10:41 am
Tue March 10, 2015

Updated: Texas Man Cleared by DNA Gets Posthumous Degree

An online petition collected more than 12,000 signatures in support of asking Texas Tech University to grant a posthumous degree to Timothy Cole. Friday the board voted to award him the degree.

Update March 10, 2015 9:45 a.m. Texas Tech University's Board of Regents voted Friday to award an honorary degree to Timothy Cole. The Associated Press first reported about this vote on Monday, after the university released a statement on the regents' vote.

Original story Dec. 11, 2014: Timothy Cole was the first person to receive a Texas posthumous pardon for a crime he didn’t commit. That happened in 2010. Now, a Texas resident wants Texas Tech University to grant Cole an honorary degree.

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Crime & Justice
3:14 pm
Tue February 4, 2014

Report: Texas Led Nation in Exonerations Last Year

The watchtower at Huntsville Prison. Texas lead the nation in the number of exonerees last year.
Caleb Bryant Miller for KUT News

Texas exonerated more prisoners – 13 – than any other state last year.

A report out today shows a nationwide push by prosecutors to re-examine possible wrongful convictions contributed to a record number of exonerations in 2013. The National Registry of Exonerations says 87 people were exonerated last year.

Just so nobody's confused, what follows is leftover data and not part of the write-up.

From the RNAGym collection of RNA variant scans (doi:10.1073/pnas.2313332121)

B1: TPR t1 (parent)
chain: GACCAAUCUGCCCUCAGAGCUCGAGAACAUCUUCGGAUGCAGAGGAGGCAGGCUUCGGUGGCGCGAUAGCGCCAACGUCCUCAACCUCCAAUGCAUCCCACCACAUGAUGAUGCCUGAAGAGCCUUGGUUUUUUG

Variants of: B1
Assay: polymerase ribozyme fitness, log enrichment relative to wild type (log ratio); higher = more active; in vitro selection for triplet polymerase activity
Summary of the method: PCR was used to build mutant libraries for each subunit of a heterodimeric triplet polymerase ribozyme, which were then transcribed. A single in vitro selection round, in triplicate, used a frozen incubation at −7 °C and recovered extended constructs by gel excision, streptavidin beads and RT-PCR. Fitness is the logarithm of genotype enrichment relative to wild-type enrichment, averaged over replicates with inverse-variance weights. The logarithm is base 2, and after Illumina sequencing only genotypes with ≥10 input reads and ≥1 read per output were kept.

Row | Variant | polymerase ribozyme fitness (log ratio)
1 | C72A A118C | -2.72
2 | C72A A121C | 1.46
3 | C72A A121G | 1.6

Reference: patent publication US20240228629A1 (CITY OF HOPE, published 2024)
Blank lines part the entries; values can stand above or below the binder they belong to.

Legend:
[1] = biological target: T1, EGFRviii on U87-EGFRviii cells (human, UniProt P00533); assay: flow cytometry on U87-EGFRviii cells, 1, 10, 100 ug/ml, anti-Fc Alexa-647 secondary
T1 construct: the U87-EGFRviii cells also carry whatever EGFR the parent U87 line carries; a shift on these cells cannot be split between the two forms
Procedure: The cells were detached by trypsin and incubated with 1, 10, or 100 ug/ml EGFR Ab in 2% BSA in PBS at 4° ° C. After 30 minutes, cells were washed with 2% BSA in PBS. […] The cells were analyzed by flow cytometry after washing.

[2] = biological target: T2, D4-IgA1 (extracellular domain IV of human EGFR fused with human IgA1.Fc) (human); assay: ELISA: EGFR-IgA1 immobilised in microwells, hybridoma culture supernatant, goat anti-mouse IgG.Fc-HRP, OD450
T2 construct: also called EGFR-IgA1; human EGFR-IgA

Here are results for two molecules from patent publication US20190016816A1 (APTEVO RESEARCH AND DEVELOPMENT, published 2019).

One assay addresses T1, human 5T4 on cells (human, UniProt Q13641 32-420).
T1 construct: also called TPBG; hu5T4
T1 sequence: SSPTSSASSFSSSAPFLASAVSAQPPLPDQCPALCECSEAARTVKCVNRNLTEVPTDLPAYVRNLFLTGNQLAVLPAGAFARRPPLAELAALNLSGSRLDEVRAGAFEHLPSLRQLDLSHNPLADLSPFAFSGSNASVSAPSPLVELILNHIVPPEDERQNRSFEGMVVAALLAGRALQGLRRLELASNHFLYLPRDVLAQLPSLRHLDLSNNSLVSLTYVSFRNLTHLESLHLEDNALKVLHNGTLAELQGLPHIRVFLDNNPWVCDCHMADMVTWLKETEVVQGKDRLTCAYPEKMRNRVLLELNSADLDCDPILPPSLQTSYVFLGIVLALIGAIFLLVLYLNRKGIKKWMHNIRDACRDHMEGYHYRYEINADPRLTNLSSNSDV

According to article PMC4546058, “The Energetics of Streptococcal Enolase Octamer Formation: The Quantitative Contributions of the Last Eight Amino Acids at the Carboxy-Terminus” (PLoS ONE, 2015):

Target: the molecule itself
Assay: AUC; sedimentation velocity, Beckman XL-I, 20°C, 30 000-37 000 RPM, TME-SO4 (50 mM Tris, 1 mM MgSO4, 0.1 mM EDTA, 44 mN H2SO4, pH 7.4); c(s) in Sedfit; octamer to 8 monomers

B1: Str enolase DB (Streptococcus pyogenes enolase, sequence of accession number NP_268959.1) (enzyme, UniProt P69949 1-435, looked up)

The Texas Tribune has more:

Thirteen Texans were officially absolved of wrongdoing last year for crimes ranging from murder to drug possession. Some had spent more than a decade in prison, and others a few months. The state with the second-most exonerations was Illinois, with nine, followed by New York, with eight. 

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11:59 am
Mon April 22, 2013

Texas Lawmakers Push for Exoneration Commission Bill

Billy Smith of Dallas, an exoneree, speaks in favor of HB 166 on April 22, 2013 at the Capitol.
Veronica Zaragovia

On Tuesday, the Texas House will vote on HB 166, a bill that would create the Timothy Cole Exoneration Review Commission.

This so-called innocence commission would investigate past exoneration cases to find out why the wrongful conviction happened in the first place. The group would not intervene in pending cases or open cases without an exoneration. 

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